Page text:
Check Your Boat’s Vitals

From time to time, I have occasion to captain boats other than my own. No matter if it’s my boat or someone else’s, and whether the trip is across the bay or 1,000 miles, I always do a “preflight” before I leave the dock. Good pilots do a preflight check of the airplane before they take off. It only makes sense to find out if something isn’t right while you are still on the ground rather than in the air. The same logic applies to launching a boat or taking one away from the dock. It’s much better to find out if something isn’t right while it’s still tied to the dock rather than in the middle of a harbor opening or in the shipping lane.

It only takes a few minutes to check your boat’s vitals before you shove off. If it’s not a part of your routine, it should be.

Before you board, take a walkaround, like a pilot. Walk around your boat on the dock and look for anything that may hamper the success of your mission. Check for wood or debris floating by the hull that may get sucked into the prop as you are leaving the dock. An oily film on the water may be an indication of something leaking from the boat or being pumped from the bilge. Check for loose lines hanging in the water and power or other cords that will need to be unhooked before you depart. Look around the area of the boat, making a mental note of any hazards that may not be visible from the helm, such as protruding portions of the dock or smaller vessels nearby.

Satisfied that the outside is ready to go, move to the deck area and check for any loose items that may slide around or fall off during rough water or a sudden maneuver by the helmsman. Make sure the decks are clear for crewmembers to move about freely when handling lines. This is a good time to take a look up, to get an idea of the height clearances and whether the antennas are up or down.

Next, check the engine room and the bilges. Upon entering, take a whiff of the air. If you smell gasoline or sulfur, open all the hatches and do not turn anything on until you have determined the source of the smell. The fumes from one cup of gasoline in a confined space, such as a bilge, have the explosive force of a stick of dynamite. A sulfur smell is an indication of an overheated and/or leaking battery, and may also be explosive.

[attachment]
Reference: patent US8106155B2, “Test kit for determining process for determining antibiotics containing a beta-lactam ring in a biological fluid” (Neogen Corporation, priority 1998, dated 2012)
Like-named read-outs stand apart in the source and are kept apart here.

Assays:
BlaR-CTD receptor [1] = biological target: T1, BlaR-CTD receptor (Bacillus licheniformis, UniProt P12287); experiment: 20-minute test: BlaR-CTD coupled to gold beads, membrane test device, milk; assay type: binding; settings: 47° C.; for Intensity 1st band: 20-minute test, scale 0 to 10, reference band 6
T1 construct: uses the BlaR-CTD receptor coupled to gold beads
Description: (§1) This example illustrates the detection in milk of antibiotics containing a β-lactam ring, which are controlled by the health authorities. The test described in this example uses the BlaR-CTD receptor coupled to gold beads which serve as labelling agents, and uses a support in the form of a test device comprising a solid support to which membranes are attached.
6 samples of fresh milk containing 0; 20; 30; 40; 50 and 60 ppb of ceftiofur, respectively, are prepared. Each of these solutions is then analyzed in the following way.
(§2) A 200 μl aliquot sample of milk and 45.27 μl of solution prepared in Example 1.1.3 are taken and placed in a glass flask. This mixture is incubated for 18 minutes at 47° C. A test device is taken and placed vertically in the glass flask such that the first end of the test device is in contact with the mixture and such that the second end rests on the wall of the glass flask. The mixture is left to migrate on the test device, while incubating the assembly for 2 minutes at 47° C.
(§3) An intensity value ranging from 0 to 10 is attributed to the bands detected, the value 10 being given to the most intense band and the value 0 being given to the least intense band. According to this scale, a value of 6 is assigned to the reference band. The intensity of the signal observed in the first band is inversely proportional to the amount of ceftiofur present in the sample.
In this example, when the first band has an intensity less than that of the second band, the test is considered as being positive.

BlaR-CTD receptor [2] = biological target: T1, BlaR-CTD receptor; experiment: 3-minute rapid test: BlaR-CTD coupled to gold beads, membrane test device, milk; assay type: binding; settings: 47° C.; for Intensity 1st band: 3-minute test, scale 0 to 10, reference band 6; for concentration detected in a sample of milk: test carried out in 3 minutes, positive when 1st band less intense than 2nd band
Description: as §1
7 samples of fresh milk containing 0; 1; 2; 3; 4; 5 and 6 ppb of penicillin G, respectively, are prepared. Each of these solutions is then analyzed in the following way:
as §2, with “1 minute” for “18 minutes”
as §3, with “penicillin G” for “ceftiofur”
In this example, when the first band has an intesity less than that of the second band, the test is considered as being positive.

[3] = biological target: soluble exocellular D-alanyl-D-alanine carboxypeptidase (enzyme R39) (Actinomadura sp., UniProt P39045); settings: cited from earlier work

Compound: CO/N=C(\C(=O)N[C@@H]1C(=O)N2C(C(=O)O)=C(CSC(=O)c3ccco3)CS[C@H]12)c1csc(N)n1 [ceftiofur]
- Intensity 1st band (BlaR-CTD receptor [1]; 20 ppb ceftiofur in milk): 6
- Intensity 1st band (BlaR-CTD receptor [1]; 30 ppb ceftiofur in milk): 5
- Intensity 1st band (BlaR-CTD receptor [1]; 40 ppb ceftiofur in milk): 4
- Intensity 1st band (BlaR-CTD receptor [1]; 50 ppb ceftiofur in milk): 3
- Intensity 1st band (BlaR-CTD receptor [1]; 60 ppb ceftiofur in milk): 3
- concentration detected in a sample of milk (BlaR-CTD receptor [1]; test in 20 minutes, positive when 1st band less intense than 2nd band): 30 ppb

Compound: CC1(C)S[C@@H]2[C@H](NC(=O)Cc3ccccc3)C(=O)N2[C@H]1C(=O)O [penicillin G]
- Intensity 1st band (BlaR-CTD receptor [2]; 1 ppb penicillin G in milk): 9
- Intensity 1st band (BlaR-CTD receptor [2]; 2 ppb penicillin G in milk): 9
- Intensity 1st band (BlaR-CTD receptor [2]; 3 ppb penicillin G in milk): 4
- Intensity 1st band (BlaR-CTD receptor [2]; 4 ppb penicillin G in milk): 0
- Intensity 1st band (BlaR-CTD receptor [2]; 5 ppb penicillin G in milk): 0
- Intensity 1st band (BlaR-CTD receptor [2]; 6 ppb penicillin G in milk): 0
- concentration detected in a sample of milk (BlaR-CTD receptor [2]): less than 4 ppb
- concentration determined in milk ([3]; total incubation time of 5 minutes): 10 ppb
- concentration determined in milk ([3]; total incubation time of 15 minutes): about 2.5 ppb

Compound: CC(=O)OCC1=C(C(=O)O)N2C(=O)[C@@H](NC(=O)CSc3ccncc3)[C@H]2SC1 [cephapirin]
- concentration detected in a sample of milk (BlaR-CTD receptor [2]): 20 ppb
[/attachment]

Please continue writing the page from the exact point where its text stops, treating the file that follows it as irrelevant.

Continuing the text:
A little water, 1 inch or so, in the bilge can be expected, but much more than that calls for further inspection to find the source. Check the oil and water levels in the engine(s). Look for any obvious signs of wear on the belts and hoses. Nothing will spoil a trip like an overheating engine caused by low fluids or broken belts or hoses. Look for any loose items, such as tools, rags or lines, that may get tangled in the shafts while underway. Look to make sure the batteries are secured and won’t slide around.

If your boat is hooked to shore power and/or water, this is the time to change the boat’s power switch or circuit panel off shore power and to unhook any power cords or hoses connected to the dock.

If everything checks out, make your way to the helm. Before turning anything on, move the shift levers and/or throttle levers to see that they move freely. Make sure to move them back to the neutral and low throttle positions before starting the engines. Start the engine(s). Make sure the oil pressure gauge shows adequate pressure and that the volt meters show a charging state. Turn on the VHF radio and set the volume and squelch. Turn on any other needed instruments, such as the depthsounder, chartplotter and radar, and make sure they are functioning properly. Make one final look around before giving the command to cast off the lines.

Although you can never foresee all the things that can go wrong on a boat, knowing you have checked the boat’s vitals will give you extra peace of mind. Not only that, but it shows your passengers and crew that you make the extra effort to see that their voyage is trouble free.

If you think it won’t happen to you, consider that BoatU.S. reported more than 70,000 calls for assistance in 2013. To avoid becoming one of 70,000, check your boat’s vitals before you shove off.


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